Customer identity and access management (CIAM) fulfills a dual role for retailers and consumer-facing enterprises. On the one hand, CIAM functions in much the same way as its employee-facing cousin identity and access management (IAM); it protects against credentials abuse and identity theft by hackers. On the other hand, CIAM must provide customers with a smooth and pleasant transactional experience to best facilitate purchases and prevent cart abandonment.
What are the top CIAM capabilities? What should enterprises look for in their customer-facing identity security solutions?
We came up with the 5 CIAM key capabilities. They are:
1. Social Sign-On
CIAM key capabilities must walk a difficult balancing act between protecting consumers’ accounts and providing them a seamless and frictionless customer experience. Experts argue the latter truly makes CIAM distinct from traditional IAM.
Part of providing a seamless customer experience is making the login process as smooth and natural as possible, which can be achieved through social sign-on. Social sign-on allows users to login into their accounts through their social media credentials. Often, the users’ browsers already have their social media credentials saved, making the sign-on process even easier.
While unthinkable for employee logins, customers’ relatively low-level of access to your network allows them to enjoy the freedom of social sign-on. Additionally, CIAM can enable account creation through customers’ social media accounts, allowing the onboarding process to be as pleasant as the overall customer experience.
Ping Identity, a prominent CIAM solution provider, released the “2018 Consumer Survey: Attitudes and Behavior in a Post-Breach Era.” This survey uncovered some critical findings:
- 78% of consumers won’t engage with a brand online if the brand experienced a data breach.
- 36% would stop patronizing the brand altogether even if they had previously been a returning customer.
This highlights the importance of security when discussing CIAM key capabilities. Consumers must feel secure when engaging in their online transactions, much in the same way they must feel secure when going to an analog store.
CIAM provides enterprises’ options to deploy multifactor authentication and risk adaptive authentication. The former can incorporate increasingly popular biometric authentication methods like fingerprint scanning on mobile devices; this has the added benefit of being convenient to use.
The latter facilitates different authentication scenarios; a request for a password reset should not have as many identity security barriers as financial transfers, for example.
Importantly, identity security works to your benefit and your customers. Consumer confidence means more online sales, and more security means more consumer confidence. The safer you are, the more profit you can expect.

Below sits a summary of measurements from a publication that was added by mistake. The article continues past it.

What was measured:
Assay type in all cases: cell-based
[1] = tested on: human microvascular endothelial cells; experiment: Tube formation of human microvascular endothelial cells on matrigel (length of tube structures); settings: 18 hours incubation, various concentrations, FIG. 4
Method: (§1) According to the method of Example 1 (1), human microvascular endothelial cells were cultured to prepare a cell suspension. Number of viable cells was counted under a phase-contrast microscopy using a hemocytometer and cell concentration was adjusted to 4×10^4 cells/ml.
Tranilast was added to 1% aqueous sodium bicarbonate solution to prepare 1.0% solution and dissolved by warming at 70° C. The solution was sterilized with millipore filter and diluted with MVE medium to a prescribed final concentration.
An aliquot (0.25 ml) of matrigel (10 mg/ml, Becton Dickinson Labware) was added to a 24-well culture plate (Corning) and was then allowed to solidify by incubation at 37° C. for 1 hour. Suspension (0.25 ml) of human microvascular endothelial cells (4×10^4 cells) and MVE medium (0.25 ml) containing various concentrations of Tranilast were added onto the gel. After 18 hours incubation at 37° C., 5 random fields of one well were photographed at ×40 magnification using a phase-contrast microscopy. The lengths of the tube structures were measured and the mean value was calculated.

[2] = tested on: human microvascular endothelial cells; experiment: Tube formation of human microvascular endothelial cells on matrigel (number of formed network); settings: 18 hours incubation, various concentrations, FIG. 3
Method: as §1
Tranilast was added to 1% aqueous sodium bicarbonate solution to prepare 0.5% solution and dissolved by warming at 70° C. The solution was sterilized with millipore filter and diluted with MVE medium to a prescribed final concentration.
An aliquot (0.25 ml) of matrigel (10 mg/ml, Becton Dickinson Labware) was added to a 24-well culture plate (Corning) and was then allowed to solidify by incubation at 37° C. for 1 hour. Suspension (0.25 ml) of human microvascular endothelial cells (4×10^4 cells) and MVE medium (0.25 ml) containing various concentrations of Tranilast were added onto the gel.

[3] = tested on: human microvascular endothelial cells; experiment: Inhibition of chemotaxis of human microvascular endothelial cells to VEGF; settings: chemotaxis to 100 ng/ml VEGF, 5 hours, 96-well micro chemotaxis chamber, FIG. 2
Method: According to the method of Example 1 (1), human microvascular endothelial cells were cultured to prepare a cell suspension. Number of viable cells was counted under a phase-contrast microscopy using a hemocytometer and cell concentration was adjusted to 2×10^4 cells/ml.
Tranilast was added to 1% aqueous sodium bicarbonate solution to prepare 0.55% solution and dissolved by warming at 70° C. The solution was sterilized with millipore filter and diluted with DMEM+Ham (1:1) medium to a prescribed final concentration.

3. Password Reset Self-Service
In a normal IAM scheme, your employees can contact your IT security team and ask them for help in retrieving their passwords. This, of course, often proves sub-optimal; it stresses your already thinly-stretched IT team by adding to their workload. Furthermore, it delays business processes significantly as employees wait for help.
Adding consumers’ password reset requests to the mix is a recipe for disaster, for both your IT team and your customer experience.
Therefore, self-service remains one of the CIAM key capabilities. Through CIAM, consumers can retrieve or reset their passwords relatively quickly and effortlessly through email or SMS messaging. They can thus return to their cart and their transaction quickly, improving the experience and ensuring their peace of mind concerning cybersecurity.
4. Customer Data Collection and Secure Storage
CIAM doesn’t just allow users to securely log in and conduct their business. It can also provide your enterprise with crucial information such as shopping preferences, behaviors, and individual interests.
This customer data can significantly contribute to your marketing efforts, as it allows to you to target your marketing messages—and even individual coupons and promotions—to specific individuals.
Additionally, this customer information can improve your personalization, allowing you to tailor the customer experience to the individual and therefore optimize their transactions.
CIAM must thus securely collect and store this information in a database which follows regulatory compliance mandates such as GDPR.
5. Other IAM Capabilities
Of course, you may consider calling attention to the other IAM capabilities in a list of CIAM key capabilities cheating. Granted, that is a fair stance to take.
However, CIAM is a branch of the identity management tree, and its capabilities can help both secure consumers’ identities and provide them with a pleasant online shopping experience. These capabilities do not lose their relevance simply because of the focus shifting from employees to customers.
Key IAM capabilities to consider in your CIAM include:
- Single Sign-On.
- Active Directory.
- Granular Authentication.
- Access Rights Management.